Deployment Management

To manage deployments, the NOC engineer will support planning and execution of changes in production environments especially deployment of new and changed features as well as patch management.

NOC engineers are an invaluable resource when it comes to identifying both positive and negative impact of changes post-deployment.

Availability, Capacity, and Performance Management

The NOC engineer will support these practices by:

  • Proactive and reactive monitoring
  • Providing information on components and services availability, capacity, and performance metrics

Service Continuity Management

The NOC engineer will participate in:

Infrastructure and Platform Management

The NOC engineer can be involved in installation and configuration of infrastructure and platforms (whether on-premise or cloud-hosted), where these activities have been defined as routine procedures.

Information Security Management

The NOC engineer can also be equipped with knowledge on identification and first line support for information security events and incidents.

NOC Engineer skills and competencies

Good eyesight and quick reactions are obvious qualities for someone working at the NOC. Beyond that, of course, the NOC Engineer requires a particular set of capabilities for their role, such as:

  • Knowledge of service architecture, design, resource configuration, and business impact of events and symptoms
  • Expertise in monitoring tools, ITSM tools, backup and DR tools
  • Knowledge of service subject matter and business processes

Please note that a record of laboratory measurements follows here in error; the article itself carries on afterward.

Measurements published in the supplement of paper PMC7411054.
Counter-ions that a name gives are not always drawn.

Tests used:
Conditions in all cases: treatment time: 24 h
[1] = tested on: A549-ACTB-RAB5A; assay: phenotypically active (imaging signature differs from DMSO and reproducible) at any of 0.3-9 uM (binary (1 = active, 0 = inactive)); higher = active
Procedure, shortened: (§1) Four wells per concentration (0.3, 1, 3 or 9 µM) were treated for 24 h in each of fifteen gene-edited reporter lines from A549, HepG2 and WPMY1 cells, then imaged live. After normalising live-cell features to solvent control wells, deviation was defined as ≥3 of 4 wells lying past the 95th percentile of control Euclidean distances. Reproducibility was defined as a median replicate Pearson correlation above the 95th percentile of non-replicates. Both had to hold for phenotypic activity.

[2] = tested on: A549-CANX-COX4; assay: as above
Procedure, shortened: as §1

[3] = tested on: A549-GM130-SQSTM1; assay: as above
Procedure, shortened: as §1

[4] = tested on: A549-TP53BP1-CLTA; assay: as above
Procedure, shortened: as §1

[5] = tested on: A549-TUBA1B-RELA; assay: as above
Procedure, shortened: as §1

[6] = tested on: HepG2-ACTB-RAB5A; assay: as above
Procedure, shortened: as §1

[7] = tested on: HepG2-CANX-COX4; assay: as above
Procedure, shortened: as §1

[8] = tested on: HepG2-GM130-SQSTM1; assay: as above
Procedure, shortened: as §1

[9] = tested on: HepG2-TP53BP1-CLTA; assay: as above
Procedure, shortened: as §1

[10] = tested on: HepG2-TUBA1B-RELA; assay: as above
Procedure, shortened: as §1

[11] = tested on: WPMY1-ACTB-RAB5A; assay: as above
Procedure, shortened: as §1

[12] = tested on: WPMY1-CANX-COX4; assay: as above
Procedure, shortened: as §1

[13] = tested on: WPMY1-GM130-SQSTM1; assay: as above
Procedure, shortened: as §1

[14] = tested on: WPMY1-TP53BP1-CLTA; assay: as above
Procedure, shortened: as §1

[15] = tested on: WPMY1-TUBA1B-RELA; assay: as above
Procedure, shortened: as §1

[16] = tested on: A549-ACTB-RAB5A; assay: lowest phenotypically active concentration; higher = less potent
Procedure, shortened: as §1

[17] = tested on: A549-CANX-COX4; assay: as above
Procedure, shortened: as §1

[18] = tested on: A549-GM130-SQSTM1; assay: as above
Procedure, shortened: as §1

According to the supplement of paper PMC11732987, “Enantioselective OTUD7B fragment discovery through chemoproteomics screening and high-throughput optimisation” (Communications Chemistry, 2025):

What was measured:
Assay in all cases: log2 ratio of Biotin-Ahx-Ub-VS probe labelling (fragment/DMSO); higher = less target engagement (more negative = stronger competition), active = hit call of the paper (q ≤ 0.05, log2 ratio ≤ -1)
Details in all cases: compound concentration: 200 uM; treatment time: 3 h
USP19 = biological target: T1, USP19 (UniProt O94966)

• Knowledge of incident models, diagnostic tools, methods
  • Analytical skills
  • Communication skills

This particular role is at the frontline, where speedy detection and analysis of events are critical to speedy identification and resolution of incidents. That’s why NOC engineers must take up regular training—to be able to effectively support service delivery, especially when working in a highly dynamic service environment.

The European e-Competence framework defines some required knowledge areas for anyone working in service delivery, and these are key for a NOC engineer including:

  • How to interpret ICT service delivery requirements
  • Best practices and standards in ICT service delivery
  • How to monitor service delivery
  • How to record service delivery actions and able to identify failures
  • The best practices and standards in information security management
  • Web, cloud and mobile technologies

Additional resources

For more on this and related topics, explore these resources:

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These postings are my own and do not necessarily represent BMC's position, strategies, or opinion.

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About the author

Joseph Mathenge

Joseph Mathenge

Joseph is a global best practice trainer and consultant with over 14 years corporate experience. His passion is partnering with organizations around the world through training, development, adaptation, streamlining and benchmarking their strategic and operational policies and processes in line with best practice frameworks and international standards. His specialties are IT Service Management, Business Process Reengineering, Cyber Resilience and Project Management.